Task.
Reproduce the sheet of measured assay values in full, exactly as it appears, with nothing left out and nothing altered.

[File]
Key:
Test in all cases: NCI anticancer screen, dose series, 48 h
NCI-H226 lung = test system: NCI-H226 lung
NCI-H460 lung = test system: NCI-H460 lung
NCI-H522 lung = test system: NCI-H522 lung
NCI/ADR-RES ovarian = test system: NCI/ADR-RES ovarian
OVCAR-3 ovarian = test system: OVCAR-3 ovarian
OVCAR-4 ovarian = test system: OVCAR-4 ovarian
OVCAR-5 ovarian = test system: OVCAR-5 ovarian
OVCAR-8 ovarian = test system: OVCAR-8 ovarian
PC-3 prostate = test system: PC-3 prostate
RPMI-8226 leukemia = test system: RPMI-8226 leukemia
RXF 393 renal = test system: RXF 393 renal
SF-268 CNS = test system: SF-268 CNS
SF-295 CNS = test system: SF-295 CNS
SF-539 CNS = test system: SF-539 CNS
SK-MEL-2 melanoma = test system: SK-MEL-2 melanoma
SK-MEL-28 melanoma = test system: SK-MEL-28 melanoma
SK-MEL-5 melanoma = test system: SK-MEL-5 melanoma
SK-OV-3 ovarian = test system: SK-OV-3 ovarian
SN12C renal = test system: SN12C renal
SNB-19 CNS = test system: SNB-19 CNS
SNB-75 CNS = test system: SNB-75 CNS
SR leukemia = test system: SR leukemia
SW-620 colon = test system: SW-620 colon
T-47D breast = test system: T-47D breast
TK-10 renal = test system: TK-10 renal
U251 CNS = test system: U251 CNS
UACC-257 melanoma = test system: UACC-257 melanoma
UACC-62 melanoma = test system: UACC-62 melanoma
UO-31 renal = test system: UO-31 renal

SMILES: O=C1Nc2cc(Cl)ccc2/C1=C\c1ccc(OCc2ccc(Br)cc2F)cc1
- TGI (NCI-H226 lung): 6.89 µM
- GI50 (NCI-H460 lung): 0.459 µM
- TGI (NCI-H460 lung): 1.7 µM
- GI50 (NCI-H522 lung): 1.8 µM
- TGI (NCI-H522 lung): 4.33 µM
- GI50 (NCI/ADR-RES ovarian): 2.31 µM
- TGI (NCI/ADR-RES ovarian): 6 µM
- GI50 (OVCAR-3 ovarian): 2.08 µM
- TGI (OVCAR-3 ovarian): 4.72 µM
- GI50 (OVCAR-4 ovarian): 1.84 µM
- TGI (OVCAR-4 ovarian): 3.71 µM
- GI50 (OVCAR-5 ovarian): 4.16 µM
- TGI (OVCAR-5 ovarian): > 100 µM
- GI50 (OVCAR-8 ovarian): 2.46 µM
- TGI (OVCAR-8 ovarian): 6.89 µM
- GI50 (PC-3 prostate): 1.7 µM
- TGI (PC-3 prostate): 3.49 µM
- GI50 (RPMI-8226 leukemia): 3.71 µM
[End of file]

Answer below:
Key:
Test in all cases: NCI anticancer screen, dose series, 48 h
NCI-H226 lung = test system: NCI-H226 lung
NCI-H460 lung = test system: NCI-H460 lung
NCI-H522 lung = test system: NCI-H522 lung
NCI/ADR-RES ovarian = test system: NCI/ADR-RES ovarian
OVCAR-3 ovarian = test system: OVCAR-3 ovarian
OVCAR-4 ovarian = test system: OVCAR-4 ovarian
OVCAR-5 ovarian = test system: OVCAR-5 ovarian
OVCAR-8 ovarian = test system: OVCAR-8 ovarian
PC-3 prostate = test system: PC-3 prostate
RPMI-8226 leukemia = test system: RPMI-8226 leukemia
RXF 393 renal = test system: RXF 393 renal
SF-268 CNS = test system: SF-268 CNS
SF-295 CNS = test system: SF-295 CNS
SF-539 CNS = test system: SF-539 CNS
SK-MEL-2 melanoma = test system: SK-MEL-2 melanoma
SK-MEL-28 melanoma = test system: SK-MEL-28 melanoma
SK-MEL-5 melanoma = test system: SK-MEL-5 melanoma
SK-OV-3 ovarian = test system: SK-OV-3 ovarian
SN12C renal = test system: SN12C renal
SNB-19 CNS = test system: SNB-19 CNS
SNB-75 CNS = test system: SNB-75 CNS
SR leukemia = test system: SR leukemia
SW-620 colon = test system: SW-620 colon
T-47D breast = test system: T-47D breast
TK-10 renal = test system: TK-10 renal
U251 CNS = test system: U251 CNS
UACC-257 melanoma = test system: UACC-257 melanoma
UACC-62 melanoma = test system: UACC-62 melanoma
UO-31 renal = test system: UO-31 renal

SMILES: O=C1Nc2cc(Cl)ccc2/C1=C\c1ccc(OCc2ccc(Br)cc2F)cc1
- TGI (NCI-H226 lung): 6.89 µM
- GI50 (NCI-H460 lung): 0.459 µM
- TGI (NCI-H460 lung): 1.7 µM
- GI50 (NCI-H522 lung): 1.8 µM
- TGI (NCI-H522 lung): 4.33 µM
- GI50 (NCI/ADR-RES ovarian): 2.31 µM
- TGI (NCI/ADR-RES ovarian): 6 µM
- GI50 (OVCAR-3 ovarian): 2.08 µM
- TGI (OVCAR-3 ovarian): 4.72 µM
- GI50 (OVCAR-4 ovarian): 1.84 µM
- TGI (OVCAR-4 ovarian): 3.71 µM
- GI50 (OVCAR-5 ovarian): 4.16 µM
- TGI (OVCAR-5 ovarian): > 100 µM
- GI50 (OVCAR-8 ovarian): 2.46 µM
- TGI (OVCAR-8 ovarian): 6.89 µM
- GI50 (PC-3 prostate): 1.7 µM
- TGI (PC-3 prostate): 3.49 µM
- GI50 (RPMI-8226 leukemia): 3.71 µM